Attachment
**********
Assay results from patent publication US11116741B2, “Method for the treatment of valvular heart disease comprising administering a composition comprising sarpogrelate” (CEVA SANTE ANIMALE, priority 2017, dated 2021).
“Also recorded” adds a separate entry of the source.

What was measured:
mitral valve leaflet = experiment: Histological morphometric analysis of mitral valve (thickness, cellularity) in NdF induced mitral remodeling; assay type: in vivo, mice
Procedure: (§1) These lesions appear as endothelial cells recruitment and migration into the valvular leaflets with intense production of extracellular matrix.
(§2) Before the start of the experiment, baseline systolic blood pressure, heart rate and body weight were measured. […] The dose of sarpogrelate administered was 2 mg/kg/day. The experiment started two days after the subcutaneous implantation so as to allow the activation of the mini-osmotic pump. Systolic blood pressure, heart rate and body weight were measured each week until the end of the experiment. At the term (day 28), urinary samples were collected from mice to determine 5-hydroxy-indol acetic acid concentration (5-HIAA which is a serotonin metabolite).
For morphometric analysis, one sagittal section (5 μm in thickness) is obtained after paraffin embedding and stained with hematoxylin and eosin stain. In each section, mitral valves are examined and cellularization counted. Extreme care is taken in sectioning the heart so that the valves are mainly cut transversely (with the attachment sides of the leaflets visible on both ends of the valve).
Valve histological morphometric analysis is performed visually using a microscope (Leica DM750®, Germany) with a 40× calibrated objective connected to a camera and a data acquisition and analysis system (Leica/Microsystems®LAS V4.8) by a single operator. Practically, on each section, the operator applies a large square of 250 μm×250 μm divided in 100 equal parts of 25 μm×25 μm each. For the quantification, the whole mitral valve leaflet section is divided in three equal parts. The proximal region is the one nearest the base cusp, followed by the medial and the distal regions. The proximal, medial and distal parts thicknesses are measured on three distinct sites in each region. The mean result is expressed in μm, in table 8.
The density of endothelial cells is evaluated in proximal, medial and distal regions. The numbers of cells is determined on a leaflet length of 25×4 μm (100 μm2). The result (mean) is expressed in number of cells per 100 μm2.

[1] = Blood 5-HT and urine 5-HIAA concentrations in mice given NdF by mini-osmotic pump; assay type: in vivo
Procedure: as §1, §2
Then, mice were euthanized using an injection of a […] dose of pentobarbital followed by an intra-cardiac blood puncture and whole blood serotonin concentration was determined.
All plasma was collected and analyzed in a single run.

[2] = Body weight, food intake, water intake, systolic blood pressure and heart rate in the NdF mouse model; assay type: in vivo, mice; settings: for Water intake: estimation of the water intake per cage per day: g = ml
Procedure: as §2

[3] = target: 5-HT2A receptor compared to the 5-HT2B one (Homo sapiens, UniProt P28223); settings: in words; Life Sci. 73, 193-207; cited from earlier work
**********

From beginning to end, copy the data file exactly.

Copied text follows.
Assay results from patent publication US11116741B2, “Method for the treatment of valvular heart disease comprising administering a composition comprising sarpogrelate” (CEVA SANTE ANIMALE, priority 2017, dated 2021).
“Also recorded” adds a separate entry of the source.

What was measured:
mitral valve leaflet = experiment: Histological morphometric analysis of mitral valve (thickness, cellularity) in NdF induced mitral remodeling; assay type: in vivo, mice
Procedure: (§1) These lesions appear as endothelial cells recruitment and migration into the valvular leaflets with intense production of extracellular matrix.
(§2) Before the start of the experiment, baseline systolic blood pressure, heart rate and body weight were measured. […] The dose of sarpogrelate administered was 2 mg/kg/day. The experiment started two days after the subcutaneous implantation so as to allow the activation of the mini-osmotic pump. Systolic blood pressure, heart rate and body weight were measured each week until the end of the experiment. At the term (day 28), urinary samples were collected from mice to determine 5-hydroxy-indol acetic acid concentration (5-HIAA which is a serotonin metabolite).
For morphometric analysis, one sagittal section (5 μm in thickness) is obtained after paraffin embedding and stained with hematoxylin and eosin stain. In each section, mitral valves are examined and cellularization counted. Extreme care is taken in sectioning the heart so that the valves are mainly cut transversely (with the attachment sides of the leaflets visible on both ends of the valve).
Valve histological morphometric analysis is performed visually using a microscope (Leica DM750®, Germany) with a 40× calibrated objective connected to a camera and a data acquisition and analysis system (Leica/Microsystems®LAS V4.8) by a single operator. Practically, on each section, the operator applies a large square of 250 μm×250 μm divided in 100 equal parts of 25 μm×25 μm each. For the quantification, the whole mitral valve leaflet section is divided in three equal parts. The proximal region is the one nearest the base cusp, followed by the medial and the distal regions. The proximal, medial and distal parts thicknesses are measured on three distinct sites in each region. The mean result is expressed in μm, in table 8.
The density of endothelial cells is evaluated in proximal, medial and distal regions. The numbers of cells is determined on a leaflet length of 25×4 μm (100 μm2). The result (mean) is expressed in number of cells per 100 μm2.

[1] = Blood 5-HT and urine 5-HIAA concentrations in mice given NdF by mini-osmotic pump; assay type: in vivo
Procedure: as §1, §2
Then, mice were euthanized using an injection of a […] dose of pentobarbital followed by an intra-cardiac blood puncture and whole blood serotonin concentration was determined.
All plasma was collected and analyzed in a single run.

[2] = Body weight, food intake, water intake, systolic blood pressure and heart rate in the NdF mouse model; assay type: in vivo, mice; settings: for Water intake: estimation of the water intake per cage per day: g = ml
Procedure: as §2

[3] = target: 5-HT2A receptor compared to the 5-HT2B one (Homo sapiens, UniProt P28223); settings: in words; Life Sci. 73, 193-207; cited from earlier work